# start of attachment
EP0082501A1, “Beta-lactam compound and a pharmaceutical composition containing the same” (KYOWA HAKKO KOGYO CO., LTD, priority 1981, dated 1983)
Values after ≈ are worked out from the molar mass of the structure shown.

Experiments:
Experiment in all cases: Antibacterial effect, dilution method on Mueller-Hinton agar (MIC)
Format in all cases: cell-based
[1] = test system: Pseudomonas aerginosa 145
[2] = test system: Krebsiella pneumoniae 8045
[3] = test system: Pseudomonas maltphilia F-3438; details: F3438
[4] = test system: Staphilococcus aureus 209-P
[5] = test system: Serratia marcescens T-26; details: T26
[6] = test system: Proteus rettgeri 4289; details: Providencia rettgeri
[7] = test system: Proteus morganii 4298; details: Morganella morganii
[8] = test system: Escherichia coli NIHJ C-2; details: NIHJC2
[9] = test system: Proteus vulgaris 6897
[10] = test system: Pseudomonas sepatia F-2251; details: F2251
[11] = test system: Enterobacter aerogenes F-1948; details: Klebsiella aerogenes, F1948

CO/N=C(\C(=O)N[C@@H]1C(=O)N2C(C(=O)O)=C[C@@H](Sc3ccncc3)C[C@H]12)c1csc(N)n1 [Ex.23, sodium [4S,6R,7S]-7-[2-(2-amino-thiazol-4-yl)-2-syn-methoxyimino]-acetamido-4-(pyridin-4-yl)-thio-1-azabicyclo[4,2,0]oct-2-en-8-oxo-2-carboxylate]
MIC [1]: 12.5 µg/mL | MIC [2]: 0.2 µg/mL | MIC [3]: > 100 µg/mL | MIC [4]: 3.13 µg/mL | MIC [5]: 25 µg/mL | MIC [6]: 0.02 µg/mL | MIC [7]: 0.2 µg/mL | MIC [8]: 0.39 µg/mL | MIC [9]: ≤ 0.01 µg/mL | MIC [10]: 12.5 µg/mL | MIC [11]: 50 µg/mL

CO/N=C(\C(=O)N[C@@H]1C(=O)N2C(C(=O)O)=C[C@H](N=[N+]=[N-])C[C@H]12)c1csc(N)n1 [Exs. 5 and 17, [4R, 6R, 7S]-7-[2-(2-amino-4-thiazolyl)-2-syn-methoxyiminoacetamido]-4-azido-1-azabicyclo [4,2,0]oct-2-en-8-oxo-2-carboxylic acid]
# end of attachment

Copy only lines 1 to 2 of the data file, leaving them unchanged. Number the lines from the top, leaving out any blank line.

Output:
EP0082501A1, “Beta-lactam compound and a pharmaceutical composition containing the same” (KYOWA HAKKO KOGYO CO., LTD, priority 1981, dated 1983)
Values after ≈ are worked out from the molar mass of the structure shown.